Abstract: Previous work has demonstrated that the image variation of many objects (human faces in particular) under variable lighting can be effectively modeled by low-dimensional linear spaces, even when there are multiple light sources and shadowing. Basis images spanning this space are usually obtained in one of three ways: a large set of images of the object under different lighting conditions is acquired, and principal component analysis (PCA) is used to estimate a subspace. Alternatively, synthetic images are rendered from a 3D model (perhaps reconstructed from images) under point sources and, again, PCA is used to estimate a subspace. Finally, images rendered from a 3D model under diffuse lighting based on spherical harmonics are directly used as basis images. In this paper, we show how to arrange physical lighting so that the acquired images of each object can be directly used as the basis vectors of a low-dimensional linear space and that this subspace is close to those acquired by the other methods. More specifically, there exist configurations of k point light source directions, with k typically ranging from 5 to 9, such that, by taking k images of an object under these single sources, the resulting subspace is an effective representation for recognition under a wide range of lighting conditions. Since the subspace is generated directly from real images, potentially complex and/or brittle intermediate steps such as 3D reconstruction can be completely avoided; nor is it necessary to acquire large numbers of training images or to physically construct complex diffuse (harmonic) light fields. We validate the use of subspaces constructed in this fashion within the context of face recognition.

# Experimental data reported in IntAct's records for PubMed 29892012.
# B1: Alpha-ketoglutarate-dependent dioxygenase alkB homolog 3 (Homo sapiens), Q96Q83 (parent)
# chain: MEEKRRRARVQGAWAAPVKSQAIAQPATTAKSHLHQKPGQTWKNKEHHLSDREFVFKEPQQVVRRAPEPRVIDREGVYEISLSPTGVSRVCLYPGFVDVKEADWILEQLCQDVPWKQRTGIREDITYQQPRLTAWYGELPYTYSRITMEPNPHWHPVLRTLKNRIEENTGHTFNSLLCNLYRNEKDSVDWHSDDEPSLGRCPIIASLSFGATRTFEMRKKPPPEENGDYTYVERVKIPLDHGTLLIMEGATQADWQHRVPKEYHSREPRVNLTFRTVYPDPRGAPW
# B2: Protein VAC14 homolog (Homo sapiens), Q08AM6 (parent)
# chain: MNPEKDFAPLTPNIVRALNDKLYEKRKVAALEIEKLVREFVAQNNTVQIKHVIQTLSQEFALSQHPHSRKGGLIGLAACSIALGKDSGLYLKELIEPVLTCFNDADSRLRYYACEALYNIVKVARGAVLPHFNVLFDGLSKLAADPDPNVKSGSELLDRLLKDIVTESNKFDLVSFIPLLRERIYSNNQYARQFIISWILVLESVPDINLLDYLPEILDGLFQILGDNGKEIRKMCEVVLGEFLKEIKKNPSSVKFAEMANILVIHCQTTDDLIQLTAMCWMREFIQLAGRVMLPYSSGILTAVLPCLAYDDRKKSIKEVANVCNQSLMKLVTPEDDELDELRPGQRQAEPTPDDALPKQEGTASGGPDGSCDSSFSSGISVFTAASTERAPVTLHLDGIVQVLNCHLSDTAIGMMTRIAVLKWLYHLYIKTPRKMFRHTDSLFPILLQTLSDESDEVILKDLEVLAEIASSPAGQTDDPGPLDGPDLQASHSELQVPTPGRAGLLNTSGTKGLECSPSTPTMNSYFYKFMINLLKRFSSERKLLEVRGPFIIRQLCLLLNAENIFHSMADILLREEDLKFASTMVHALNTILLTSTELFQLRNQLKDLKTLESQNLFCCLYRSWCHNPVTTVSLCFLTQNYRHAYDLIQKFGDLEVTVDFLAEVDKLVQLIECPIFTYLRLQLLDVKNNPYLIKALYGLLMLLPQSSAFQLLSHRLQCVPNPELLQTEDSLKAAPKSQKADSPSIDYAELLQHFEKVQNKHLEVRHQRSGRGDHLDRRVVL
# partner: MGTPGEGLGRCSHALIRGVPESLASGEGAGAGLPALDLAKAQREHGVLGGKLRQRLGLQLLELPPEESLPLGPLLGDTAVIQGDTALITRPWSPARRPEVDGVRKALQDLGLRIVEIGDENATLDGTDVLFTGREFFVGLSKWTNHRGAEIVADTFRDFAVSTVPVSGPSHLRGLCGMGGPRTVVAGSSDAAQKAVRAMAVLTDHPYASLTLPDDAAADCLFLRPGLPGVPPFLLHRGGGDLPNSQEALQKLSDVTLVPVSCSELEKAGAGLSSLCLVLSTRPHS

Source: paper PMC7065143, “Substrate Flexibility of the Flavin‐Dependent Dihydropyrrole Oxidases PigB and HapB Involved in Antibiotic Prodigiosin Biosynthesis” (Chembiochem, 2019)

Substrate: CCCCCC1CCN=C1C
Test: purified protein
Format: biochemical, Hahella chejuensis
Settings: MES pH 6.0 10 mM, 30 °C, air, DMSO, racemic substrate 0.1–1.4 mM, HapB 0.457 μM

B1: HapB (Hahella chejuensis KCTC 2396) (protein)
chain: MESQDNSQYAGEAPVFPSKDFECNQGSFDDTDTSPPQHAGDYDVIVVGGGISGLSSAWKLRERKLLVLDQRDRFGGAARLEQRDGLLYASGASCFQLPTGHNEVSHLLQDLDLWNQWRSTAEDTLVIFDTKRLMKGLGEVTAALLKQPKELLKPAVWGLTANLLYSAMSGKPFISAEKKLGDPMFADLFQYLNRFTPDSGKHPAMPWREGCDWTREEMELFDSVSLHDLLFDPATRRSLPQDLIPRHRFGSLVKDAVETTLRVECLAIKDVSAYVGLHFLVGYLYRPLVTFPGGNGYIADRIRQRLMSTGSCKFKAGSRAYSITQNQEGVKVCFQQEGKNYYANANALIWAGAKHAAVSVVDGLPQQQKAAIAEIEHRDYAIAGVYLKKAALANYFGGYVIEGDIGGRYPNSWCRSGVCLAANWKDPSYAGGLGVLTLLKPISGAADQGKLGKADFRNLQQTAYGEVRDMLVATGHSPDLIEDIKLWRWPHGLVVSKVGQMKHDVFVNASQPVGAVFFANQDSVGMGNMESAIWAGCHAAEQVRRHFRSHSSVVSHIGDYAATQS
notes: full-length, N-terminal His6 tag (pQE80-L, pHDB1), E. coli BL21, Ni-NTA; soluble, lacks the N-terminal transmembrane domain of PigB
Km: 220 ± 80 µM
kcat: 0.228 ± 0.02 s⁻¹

2,298 citations

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TL;DR: A new online optimization algorithm is proposed, based on stochastic approximations, which scales up gracefully to large data sets with millions of training samples, and extends naturally to various matrix factorization formulations, making it suitable for a wide range of learning problems.

Abstract: Sparse coding--that is, modelling data vectors as sparse linear combinations of basis elements--is widely used in machine learning, neuroscience, signal processing, and statistics. This paper focuses on the large-scale matrix factorization problem that consists of learning the basis set, adapting it to specific data. Variations of this problem include dictionary learning in signal processing, non-negative matrix factorization and sparse principal component analysis. In this paper, we propose to address these tasks with a new online optimization algorithm, based on stochastic approximations, which scales up gracefully to large datasets with millions of training samples, and extends naturally to various matrix factorization formulations, making it suitable for a wide range of learning problems. A proof of convergence is presented, along with experiments with natural images and genomic data demonstrating that it leads to state-of-the-art performance in terms of speed and optimization for both small and large datasets.

2,171 citations